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  • Writer's pictureClaire Wortley

Mental Health is more than just a hashtag!

It's been a while since my last blog and that's because I have been busy with some new projects.

One new project shall remain a secret until it's completed but the other I would like to share with you now.

Over the years of mental health care I lived, for the most part, in England with just the last 5 years in Scotland. During these times I have worked with many professionals from Counsellors (Psychodynamic, Person-Centred, CBT) , Occupational Therapists, Psychiatrists, Psychologists, Mental Health Nurses, Art Therapists,Physiotherapists and of course GPs/doctors .

Many online groups and charities offered support but when I was at my worst I wanted the 'best' help. I wanted someone who could march into the mess that was my mind and take control and make sense of it all.

I often thought my mind was like an odds and sods drawer. It had everything shoved in it and was never given the time and effort to organise and declutter it.

At times I wished with all my heart that the doctor would find a physical reason* for my anxiety etc and all I needed was a quick injection and all would be well again.

Something that added to the discomfort and mental pain I was enduring was the fact that it felt like the NHS didn't really know what to do with me. I would visit my local doctors surgery and discuss my problems with a GP, lucky if I saw the same doctor twice. Once seen by a doctor you are normally referred to a charity that provides counselling etc, never something within the NHS.

Once referred you often have to wait several weeks before seeing someone who will assess whether or not their service is suited to your needs.

Below is a flow chart of a few times that I approached my GP for help and you may notice that only once was my care given by the NHS from start to finish.....

Before I go any further I would like to add that I m NOT anti NHS. The system does its best with what it has but sometimes it's not enough.

In the chart above you can see that although involved, the NHS didn't always provide the help I needed.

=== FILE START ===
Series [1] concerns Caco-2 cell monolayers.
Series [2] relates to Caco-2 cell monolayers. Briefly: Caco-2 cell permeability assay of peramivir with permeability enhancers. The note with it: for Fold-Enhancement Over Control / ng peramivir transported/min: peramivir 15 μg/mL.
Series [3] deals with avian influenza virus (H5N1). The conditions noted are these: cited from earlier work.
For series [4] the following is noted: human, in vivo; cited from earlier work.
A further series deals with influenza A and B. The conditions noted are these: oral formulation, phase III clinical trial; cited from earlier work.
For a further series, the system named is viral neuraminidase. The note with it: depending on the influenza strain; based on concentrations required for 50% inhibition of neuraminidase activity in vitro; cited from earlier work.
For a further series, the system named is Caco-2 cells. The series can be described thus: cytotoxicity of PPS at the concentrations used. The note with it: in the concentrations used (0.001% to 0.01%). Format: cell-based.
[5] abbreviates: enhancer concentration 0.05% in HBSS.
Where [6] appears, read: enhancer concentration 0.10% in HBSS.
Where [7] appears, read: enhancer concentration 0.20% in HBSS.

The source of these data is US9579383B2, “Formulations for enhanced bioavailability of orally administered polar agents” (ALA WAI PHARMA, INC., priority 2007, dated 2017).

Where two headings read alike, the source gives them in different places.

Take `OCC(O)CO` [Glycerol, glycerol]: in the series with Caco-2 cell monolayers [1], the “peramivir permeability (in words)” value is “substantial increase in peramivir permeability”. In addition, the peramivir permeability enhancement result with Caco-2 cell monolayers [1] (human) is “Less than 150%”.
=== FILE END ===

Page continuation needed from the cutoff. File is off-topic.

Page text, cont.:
During the last occasion shown, I was told the NHS could not intervene unless I actually tried to take my own life even though I was openly discussing my plans with my doctor. I was then advised to take myself to the nearest hospital emergency department before I acted out my plans and they would care for me there.

Unfortunately I knew that this wouldn't get me much further than a brief Psych evaluation and possibly sectioned which wasn't what I needed.

So what did I need?

What I needed was .....ACTION!

I had endured so many times of crisis that I needed my support to get serious! I couldn't take any more of how I felt both physically and emotionally. To be totally honest I often felt that the care offered was disjointed and unclear. I was just a number being past from pillar to post with no clear destination.

So what would do I believed would have helped me during those times??

Well here goes......

1, a 24 hr mental health helpline that I could call anytime, day or night and speak directly to a mental health professional? No waiting till the morning to receive the support I needed when feeling suicidal at 2AM

2, All GP surgeries having a mental health nurse on sight so anyone can make an appointment to see a MH professional. The MH nurse could then organise further support and assessment when necessary

3, A complete, voluntary assessment programme that offers a residential stay when necessary involving a team of specialists,the patient and the patient's carer/advocate

4, Mental health wards that specialise in particular conditions rather than bundling patients together

5, Creating a system where staff are hired on a more permanent basis offering continuity of care.

The 'therapeutic relationship' is often quoted as being a vital part of therapy and yet rarely demonstrated within the NHS

Now I have to own up and say that these are my own words and I believe in these points whole- heartedly, but they are in fact the mission of a group called Mental Health Change.

If you have read my other blogs , you will now how passionately I feel about mental health care and wellbeing. You will have read that I believe that NO ONE should be left to struggle alone and that EVERYONE matters and deserves effective and proper care.

Because of how I feel, I was quick to offer my help when I found Mental Health Change and have now been a part of this fantastic team of people for several months.

I am helping, as best I can, to spread the word of our aims and mission and gain support and follows on social media. That is when the title of this blog came to mind.

To be honest, even I get a tad fed up with the mental health bandwagon some celebs jump on and even more so with people using #mentalhealth to get noticed.

Mental wellbeing is not a trend , it's a necessity!

Mental health struggles are not publicity stunts, they can be life or death!

Mental health is not just a hashtag .........and neither are you!

You matter!

Take care


To learn more about Mental Health Change and how you can support this cause got to

Twitter - @mentalhealthchg

* Years down the line and I realised that the anxiety and mood swings may have been hormone related. I am now on HRT and the anxiety and rage have more or less gone

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